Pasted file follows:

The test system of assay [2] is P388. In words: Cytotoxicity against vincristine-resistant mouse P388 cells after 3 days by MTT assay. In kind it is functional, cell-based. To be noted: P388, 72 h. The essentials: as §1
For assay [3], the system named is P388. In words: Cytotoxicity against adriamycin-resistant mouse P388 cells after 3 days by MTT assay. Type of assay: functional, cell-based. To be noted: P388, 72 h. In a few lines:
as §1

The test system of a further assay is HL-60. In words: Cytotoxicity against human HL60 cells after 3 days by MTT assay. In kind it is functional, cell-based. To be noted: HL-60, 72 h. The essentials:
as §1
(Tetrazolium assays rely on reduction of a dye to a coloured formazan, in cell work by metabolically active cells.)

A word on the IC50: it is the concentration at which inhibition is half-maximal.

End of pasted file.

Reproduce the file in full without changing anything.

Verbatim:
The test system of assay [2] is P388. In words: Cytotoxicity against vincristine-resistant mouse P388 cells after 3 days by MTT assay. In kind it is functional, cell-based. To be noted: P388, 72 h. The essentials: as §1
For assay [3], the system named is P388. In words: Cytotoxicity against adriamycin-resistant mouse P388 cells after 3 days by MTT assay. Type of assay: functional, cell-based. To be noted: P388, 72 h. In a few lines:
as §1

The test system of a further assay is HL-60. In words: Cytotoxicity against human HL60 cells after 3 days by MTT assay. In kind it is functional, cell-based. To be noted: HL-60, 72 h. The essentials:
as §1
(Tetrazolium assays rely on reduction of a dye to a coloured formazan, in cell work by metabolically active cells.)

A word on the IC50: it is the concentration at which inhibition is half-maximal.